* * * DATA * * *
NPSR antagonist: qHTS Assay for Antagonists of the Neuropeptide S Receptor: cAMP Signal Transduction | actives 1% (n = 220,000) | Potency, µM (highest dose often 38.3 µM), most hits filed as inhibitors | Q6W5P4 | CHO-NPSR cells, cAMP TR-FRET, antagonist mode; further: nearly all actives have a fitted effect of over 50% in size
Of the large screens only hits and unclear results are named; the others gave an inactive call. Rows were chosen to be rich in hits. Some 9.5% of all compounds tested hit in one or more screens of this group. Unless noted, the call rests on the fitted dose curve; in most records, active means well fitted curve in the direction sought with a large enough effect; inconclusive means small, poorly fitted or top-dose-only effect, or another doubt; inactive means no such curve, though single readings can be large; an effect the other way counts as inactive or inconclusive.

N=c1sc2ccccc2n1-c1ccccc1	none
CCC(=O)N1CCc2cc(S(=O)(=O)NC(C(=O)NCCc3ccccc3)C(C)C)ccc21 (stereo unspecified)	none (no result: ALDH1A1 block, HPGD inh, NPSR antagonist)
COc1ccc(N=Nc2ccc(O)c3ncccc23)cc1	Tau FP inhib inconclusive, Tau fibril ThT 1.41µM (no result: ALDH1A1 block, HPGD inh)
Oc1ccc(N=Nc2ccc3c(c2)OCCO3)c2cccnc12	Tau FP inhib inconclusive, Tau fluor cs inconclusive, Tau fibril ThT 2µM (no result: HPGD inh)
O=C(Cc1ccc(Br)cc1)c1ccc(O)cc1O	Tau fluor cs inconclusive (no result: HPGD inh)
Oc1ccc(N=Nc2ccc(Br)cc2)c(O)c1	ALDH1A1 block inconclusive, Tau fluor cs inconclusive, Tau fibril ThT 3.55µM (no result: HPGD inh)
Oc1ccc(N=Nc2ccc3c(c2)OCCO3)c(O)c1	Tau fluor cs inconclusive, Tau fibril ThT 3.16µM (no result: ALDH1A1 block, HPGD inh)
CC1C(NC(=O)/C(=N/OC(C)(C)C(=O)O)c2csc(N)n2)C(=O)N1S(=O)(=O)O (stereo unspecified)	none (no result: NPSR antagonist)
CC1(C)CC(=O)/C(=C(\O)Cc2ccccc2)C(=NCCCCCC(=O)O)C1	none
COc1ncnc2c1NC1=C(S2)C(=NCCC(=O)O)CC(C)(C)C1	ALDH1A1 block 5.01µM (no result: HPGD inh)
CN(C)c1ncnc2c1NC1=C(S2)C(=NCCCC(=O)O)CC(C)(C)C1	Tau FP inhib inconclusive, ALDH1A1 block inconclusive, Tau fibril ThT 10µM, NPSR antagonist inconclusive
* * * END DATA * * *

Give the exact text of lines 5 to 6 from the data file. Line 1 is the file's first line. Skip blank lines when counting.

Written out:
COc1ccc(N=Nc2ccc(O)c3ncccc23)cc1	Tau FP inhib inconclusive, Tau fibril ThT 1.41µM (no result: ALDH1A1 block, HPGD inh)
Oc1ccc(N=Nc2ccc3c(c2)OCCO3)c2cccnc12	Tau FP inhib inconclusive, Tau fluor cs inconclusive, Tau fibril ThT 2µM (no result: HPGD inh)